Anti-Evolution and Anti-Climate Science Legislation Scorecard: 2015

08.24.2015

We laughed, we cried, we felt a thousand emotions. And when the dust finally settled, we were left with the usual pile of dead anti-science copycat bills, often from the usual players. We're looking at you, Missouri and Oklahoma.

The tally was nearly identical to 2014's. Four bills targeted evolution, one climate science, two unspecified "scientific controversies," and one adoption of the Next Generation Science Standards (NGSS).

Small surprise: The fifth attempt to repeal the so-called Louisiana Science Education Act died in committee. Kudos to Friend of Darwin winner and student activist Zack Kopplin and Louisiana state senator Karen Carter Peterson for tilting at this particular windmill.

No fewer than four Darwin Day resolutions were introduced in 2015, in the House of Representatives and (for the first time) in the Senate as well as in Arizona and Pennsylvania. None have passed.

The battles for science education weren't just fought in state legislatures this year, but in state boards of education trying to adopt the NGSS. Although dozens of states had a hand in crafting the NGSS, only fourteen (plus the District of Columbia) have (more or less) adopted the standards. Only three states (Arkansas [so far only for K–8], Iowa, and West Virginia) signed up in 2015, although South Dakota’s new state science standards, though not identical to the NGSS, are certainly indebted to them. There was also progress in Wyoming, where a 2014 law blocking the adoption of the NGSS was repealed in 2015.

Meanwhile, anti-science forces continue to undermine NGSS adoption. In Utah, new science standards for middle school have been blocked all year, allegedly over climate change and evolution. And after the Kansas state board of education voted to adopt the NGSS in 2013, a lawsuit attempting to undo the decision was filed, alleging that the NGSS "will have the effect of causing Kansas public schools to establish and endorse a non-theistic religious worldview." The suit was dismissed in late 2014, but the inevitable appeal was immediately filed and is currently before the Tenth Circuit.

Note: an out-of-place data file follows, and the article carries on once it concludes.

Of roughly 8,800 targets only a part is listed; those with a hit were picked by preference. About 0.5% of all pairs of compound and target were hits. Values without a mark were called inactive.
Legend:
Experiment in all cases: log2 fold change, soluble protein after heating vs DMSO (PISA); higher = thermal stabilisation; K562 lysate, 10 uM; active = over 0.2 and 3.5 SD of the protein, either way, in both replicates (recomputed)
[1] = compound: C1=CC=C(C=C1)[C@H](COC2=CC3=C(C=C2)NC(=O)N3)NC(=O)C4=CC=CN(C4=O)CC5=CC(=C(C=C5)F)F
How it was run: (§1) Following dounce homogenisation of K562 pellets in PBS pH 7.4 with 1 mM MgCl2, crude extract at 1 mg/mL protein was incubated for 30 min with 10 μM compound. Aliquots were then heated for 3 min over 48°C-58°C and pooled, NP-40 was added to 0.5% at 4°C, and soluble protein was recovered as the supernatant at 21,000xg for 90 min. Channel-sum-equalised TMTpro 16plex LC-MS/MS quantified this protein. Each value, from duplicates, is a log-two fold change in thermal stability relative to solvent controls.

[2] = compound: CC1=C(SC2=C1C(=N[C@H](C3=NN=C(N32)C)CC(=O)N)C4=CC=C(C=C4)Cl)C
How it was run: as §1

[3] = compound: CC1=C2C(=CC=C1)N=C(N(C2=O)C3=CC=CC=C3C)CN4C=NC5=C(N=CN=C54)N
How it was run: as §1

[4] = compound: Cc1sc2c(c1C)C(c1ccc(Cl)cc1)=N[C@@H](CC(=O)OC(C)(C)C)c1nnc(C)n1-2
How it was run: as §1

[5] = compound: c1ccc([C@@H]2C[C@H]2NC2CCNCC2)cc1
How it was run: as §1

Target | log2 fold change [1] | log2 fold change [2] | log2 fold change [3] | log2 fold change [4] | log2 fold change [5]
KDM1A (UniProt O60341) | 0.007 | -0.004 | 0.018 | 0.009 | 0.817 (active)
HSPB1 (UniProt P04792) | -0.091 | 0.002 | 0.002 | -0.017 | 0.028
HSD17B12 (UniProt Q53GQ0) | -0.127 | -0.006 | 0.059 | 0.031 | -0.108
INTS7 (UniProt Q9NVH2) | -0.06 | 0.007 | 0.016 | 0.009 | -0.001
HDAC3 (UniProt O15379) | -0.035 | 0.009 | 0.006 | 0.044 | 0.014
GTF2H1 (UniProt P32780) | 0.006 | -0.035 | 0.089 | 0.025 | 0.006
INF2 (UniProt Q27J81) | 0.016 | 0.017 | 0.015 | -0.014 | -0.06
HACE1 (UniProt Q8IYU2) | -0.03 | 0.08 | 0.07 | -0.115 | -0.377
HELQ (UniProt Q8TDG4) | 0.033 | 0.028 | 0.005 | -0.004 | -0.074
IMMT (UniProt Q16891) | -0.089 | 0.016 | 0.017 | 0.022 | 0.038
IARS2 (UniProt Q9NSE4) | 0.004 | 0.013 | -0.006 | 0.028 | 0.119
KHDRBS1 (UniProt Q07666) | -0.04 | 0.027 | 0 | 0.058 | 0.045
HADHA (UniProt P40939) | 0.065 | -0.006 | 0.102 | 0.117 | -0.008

The legislative lay of the land:

Alabama
House Bill 592
Aim: Would encourage teachers and students to "debate the strengths and weaknesses of the theory of evolution in public schools across Alabama."
Status: Died in committee

Links:
Antiscience bill dies in Alabama

Arizona
House Resolution 2002
Aim: Would designate February 12, 2015, as Darwin Day.
Status: Died in committee

Links:
Darwin Day resolution in Arizona

Indiana
Senate Bill 562
Aim: Would prevent administrators from stopping teachers from miseducating students about "scientific controversies" (mentioning only human cloning).
Status: Died in committee

Links:
Antiscience bill dies in Indiana

Iowa
House File 272
Aim: Would have prevented Iowa from adopting the Next Generation Science Standards (in part because of the NGSS's treatment of evolution and climate change).
Status: Died in committee. (Iowa adopted the NGSS in August.)

Links:
Anti-NGSS bill in Iowa dies

Louisiana
Senate Bill 74
Aim: Would repeal so-called Louisiana Science Education Act of 2008.
Status: Died in committee.

Links:
Repeal effort fails again in Louisiana

Missouri
House Bill 486
Aim: Would confer "academic freedom to teach scientific evidence regarding evolution" to teachers. The bill specifically cited "the theory of biological and hypotheses of chemical evolution" as controversial.
Status: Died in committee

Links:
Antievolution bill dies in Missouri

Montana
House Bill 321
Aim: Would encourage high school teachers to present evolutionary biology as disputed theory.
Status: Died in committee

Links:
Antiscience bill in Montana dies

Oklahoma
Senate Bill 665
Aim: Would prevent administrators from stopping teachers from miseducating students about "scientific controversies" (none specifically identified).
Status: Died in committee

Links:
Antiscience bill dies in Oklahoma

Pennsylvania
House Resolution 83
Aim: Would designate February 12, 2015, as Darwin Day in Pennsylvania
Status: In committee

Links:
Darwin Day resolution in Pennsylvania

South Dakota
Senate Bill 114
Aim: Would prevent administrators from stopping teachers from miseducating students about science (listing "biological evolution, the chemical origins of life, global warming, [and] human cloning").
Status: Died in committee

Links:
Antiscience bill in South Dakota dies

United States House of Representatives
House Resolution 67
Aim: Would designate February 12, 2015, as Darwin Day
Status: In committee

Links:
Darwin Day resolution in Congress

United States Senate
Senate Resolution 66
Aim: Would designate February 12, 2015, as Darwin Day
Status: In committee

Links:
Darwin Day resolution in the Senate

CONTACT: Robert Luhn, Director of Communications, NCSE, 510-601-7203, luhn@ncse.com

Web site: www.ncse.com

The National Center for Science Education (NCSE) is a not-for-profit membership organization that defends the teaching of evolution and climate science. The NCSE provides information, resources, and advice to schools, teachers, parents, and concerned citizens defending science education. We educate the press and public about the scientific, educational, and legal aspects of these issues at local, state, and national levels. Our 5000 members are scientists, teachers, clergy, and citizens with diverse religious and political affiliations.